Higher Engineering Education Alliance Program
HEEAP expands program, partners
The Higher Engineering Education Alliance Program continues to attract industry support. In addition to new partners Cadence and Danaher, founding partners USAID and Intel announced a $2 million expansion to include a vocational track and Siemens announced a $71 million in-kind software grant.
Through HEEAP, the United States Agency for International Development (USAID), ASU’s Ira A. Fulton Schools of Engineering, Portland State University’s Maseeh College of Engineering and Computer Science (PSU), Intel, Siemens and other industry partners have teamed up with eight top technical universities and colleges in Vietnam on a collaborative initiative to improve the quality of Vietnam’s higher education curriculum and support the country’s growing high-tech industry.
HEEAP works closely with Vietnam’s Ministry of Education and Training, the Ministry of Labor and Social Affairs and leadership at partner universities and technical colleges to implement programs and broad infrastructure that supports faculty training, curricula development and hands-on student learning experiences. Students gain the technical expertise, language proficiency and the soft skills as well as competencies needed to succeed.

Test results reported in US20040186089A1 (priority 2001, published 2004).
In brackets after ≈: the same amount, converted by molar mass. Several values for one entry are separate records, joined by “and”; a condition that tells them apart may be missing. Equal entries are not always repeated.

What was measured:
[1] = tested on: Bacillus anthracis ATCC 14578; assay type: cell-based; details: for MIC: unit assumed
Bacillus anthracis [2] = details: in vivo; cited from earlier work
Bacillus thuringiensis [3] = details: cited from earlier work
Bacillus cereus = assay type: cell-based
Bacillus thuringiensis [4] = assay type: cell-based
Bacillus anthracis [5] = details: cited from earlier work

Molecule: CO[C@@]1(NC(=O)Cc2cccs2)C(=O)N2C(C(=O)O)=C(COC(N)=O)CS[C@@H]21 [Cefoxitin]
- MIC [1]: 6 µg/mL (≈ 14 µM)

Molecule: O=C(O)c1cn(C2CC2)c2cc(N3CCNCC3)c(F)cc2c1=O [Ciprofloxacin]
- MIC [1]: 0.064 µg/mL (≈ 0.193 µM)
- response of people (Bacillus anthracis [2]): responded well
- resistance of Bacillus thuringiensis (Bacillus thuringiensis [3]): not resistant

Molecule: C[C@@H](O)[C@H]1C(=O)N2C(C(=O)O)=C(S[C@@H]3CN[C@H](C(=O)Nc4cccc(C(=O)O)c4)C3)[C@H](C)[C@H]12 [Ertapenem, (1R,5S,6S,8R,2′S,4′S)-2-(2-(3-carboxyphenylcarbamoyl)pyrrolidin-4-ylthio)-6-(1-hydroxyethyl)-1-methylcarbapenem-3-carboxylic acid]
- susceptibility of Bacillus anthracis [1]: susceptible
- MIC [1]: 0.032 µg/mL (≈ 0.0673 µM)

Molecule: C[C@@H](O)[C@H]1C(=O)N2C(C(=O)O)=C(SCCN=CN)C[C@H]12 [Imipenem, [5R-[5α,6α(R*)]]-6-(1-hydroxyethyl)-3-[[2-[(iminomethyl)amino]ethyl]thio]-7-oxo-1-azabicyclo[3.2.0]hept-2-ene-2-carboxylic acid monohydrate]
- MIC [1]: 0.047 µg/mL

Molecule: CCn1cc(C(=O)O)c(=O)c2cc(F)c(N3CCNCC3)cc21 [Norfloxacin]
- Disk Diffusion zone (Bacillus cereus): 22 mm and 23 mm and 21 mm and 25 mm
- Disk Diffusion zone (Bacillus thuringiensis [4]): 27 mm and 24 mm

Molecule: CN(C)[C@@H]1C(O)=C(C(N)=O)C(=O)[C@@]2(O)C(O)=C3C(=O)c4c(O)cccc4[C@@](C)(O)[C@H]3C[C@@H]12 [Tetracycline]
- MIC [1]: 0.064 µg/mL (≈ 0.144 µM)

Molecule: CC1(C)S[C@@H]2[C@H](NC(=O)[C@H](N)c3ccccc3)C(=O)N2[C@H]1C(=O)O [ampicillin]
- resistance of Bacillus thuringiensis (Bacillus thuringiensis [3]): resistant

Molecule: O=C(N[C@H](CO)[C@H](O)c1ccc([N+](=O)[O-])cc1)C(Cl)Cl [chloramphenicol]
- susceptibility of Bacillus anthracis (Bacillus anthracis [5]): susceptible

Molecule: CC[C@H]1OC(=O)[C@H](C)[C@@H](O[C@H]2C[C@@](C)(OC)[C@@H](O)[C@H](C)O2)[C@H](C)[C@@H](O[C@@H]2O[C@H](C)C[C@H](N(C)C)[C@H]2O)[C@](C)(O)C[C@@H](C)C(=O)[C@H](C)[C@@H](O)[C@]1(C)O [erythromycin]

HEEAP was initiated in 2010 with funding from USAID, Intel and ASU. That same year, 25 professors from five universities attended a six-week Summer Institute at ASU. This first cohort is implementing changes in curriculum, designing new courses and revamping existing courses and labs based on learning outcomes. Additional faculty will be trained each year and all will return home to train their peers on new methodologies.
Educational advances emerge from first outputs of HEEAP
Son Thanh Nguyen, senior lecturer and faculty in computer science engineering at Ho Chi Minh City University of Technology in Vietnam, spent three months at ASU’s Tempe campus as part of the HEEAP program. Nguyen was part of the inaugural group of 25 Vietnamese faculty members participating in an intensive six-week faculty development program held at ASU in July and August 2010. As a result of the program, Nguyen came back to ASU to work directly with faculty at Fulton Engineering on specific initiatives.
During his stay at ASU, Nguyen worked closely with the School of Computing, Informatics, and Decision Systems Engineering. He made observations in the labs, attended lectures and participated in capstone projects.
Nguyen says that ASU’s redesign of its computer science program has provided a roadmap for his own efforts, enabling him to take home practical methods and tools suitable to the educational system in Vietnam.
Nguyen and other educators are working toward a plan that will enable their programs to reach and pass the Accreditation Board for Engineering and Technology (ABET) standards.